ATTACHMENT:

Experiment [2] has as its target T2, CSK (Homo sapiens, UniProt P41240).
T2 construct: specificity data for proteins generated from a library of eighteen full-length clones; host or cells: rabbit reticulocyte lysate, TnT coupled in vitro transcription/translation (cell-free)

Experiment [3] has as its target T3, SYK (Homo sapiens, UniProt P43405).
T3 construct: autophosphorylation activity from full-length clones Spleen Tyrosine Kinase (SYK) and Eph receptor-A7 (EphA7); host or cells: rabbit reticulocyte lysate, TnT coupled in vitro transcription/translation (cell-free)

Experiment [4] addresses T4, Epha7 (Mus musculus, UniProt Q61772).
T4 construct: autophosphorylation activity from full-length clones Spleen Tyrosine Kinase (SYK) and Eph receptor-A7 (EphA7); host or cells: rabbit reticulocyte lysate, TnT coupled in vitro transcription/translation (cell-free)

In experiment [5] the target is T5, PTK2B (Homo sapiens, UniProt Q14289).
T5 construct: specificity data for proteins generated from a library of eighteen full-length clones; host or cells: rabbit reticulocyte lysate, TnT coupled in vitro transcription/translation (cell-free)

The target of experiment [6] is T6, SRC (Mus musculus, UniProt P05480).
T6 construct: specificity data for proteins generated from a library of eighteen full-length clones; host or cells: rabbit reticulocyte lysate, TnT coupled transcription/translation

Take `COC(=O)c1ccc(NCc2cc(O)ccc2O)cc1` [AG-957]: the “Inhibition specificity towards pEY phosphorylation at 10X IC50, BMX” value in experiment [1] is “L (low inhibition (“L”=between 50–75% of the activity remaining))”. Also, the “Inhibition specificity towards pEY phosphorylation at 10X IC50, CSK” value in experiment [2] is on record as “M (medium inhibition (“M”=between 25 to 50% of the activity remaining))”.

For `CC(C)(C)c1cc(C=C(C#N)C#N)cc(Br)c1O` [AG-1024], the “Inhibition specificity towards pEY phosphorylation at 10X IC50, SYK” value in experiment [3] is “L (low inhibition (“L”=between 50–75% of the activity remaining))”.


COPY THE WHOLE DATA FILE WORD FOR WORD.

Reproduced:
Experiment [2] has as its target T2, CSK (Homo sapiens, UniProt P41240).
T2 construct: specificity data for proteins generated from a library of eighteen full-length clones; host or cells: rabbit reticulocyte lysate, TnT coupled in vitro transcription/translation (cell-free)

Experiment [3] has as its target T3, SYK (Homo sapiens, UniProt P43405).
T3 construct: autophosphorylation activity from full-length clones Spleen Tyrosine Kinase (SYK) and Eph receptor-A7 (EphA7); host or cells: rabbit reticulocyte lysate, TnT coupled in vitro transcription/translation (cell-free)

Experiment [4] addresses T4, Epha7 (Mus musculus, UniProt Q61772).
T4 construct: autophosphorylation activity from full-length clones Spleen Tyrosine Kinase (SYK) and Eph receptor-A7 (EphA7); host or cells: rabbit reticulocyte lysate, TnT coupled in vitro transcription/translation (cell-free)

In experiment [5] the target is T5, PTK2B (Homo sapiens, UniProt Q14289).
T5 construct: specificity data for proteins generated from a library of eighteen full-length clones; host or cells: rabbit reticulocyte lysate, TnT coupled in vitro transcription/translation (cell-free)

The target of experiment [6] is T6, SRC (Mus musculus, UniProt P05480).
T6 construct: specificity data for proteins generated from a library of eighteen full-length clones; host or cells: rabbit reticulocyte lysate, TnT coupled transcription/translation

Take `COC(=O)c1ccc(NCc2cc(O)ccc2O)cc1` [AG-957]: the “Inhibition specificity towards pEY phosphorylation at 10X IC50, BMX” value in experiment [1] is “L (low inhibition (“L”=between 50–75% of the activity remaining))”. Also, the “Inhibition specificity towards pEY phosphorylation at 10X IC50, CSK” value in experiment [2] is on record as “M (medium inhibition (“M”=between 25 to 50% of the activity remaining))”.

For `CC(C)(C)c1cc(C=C(C#N)C#N)cc(Br)c1O` [AG-1024], the “Inhibition specificity towards pEY phosphorylation at 10X IC50, SYK” value in experiment [3] is “L (low inhibition (“L”=between 50–75% of the activity remaining))”.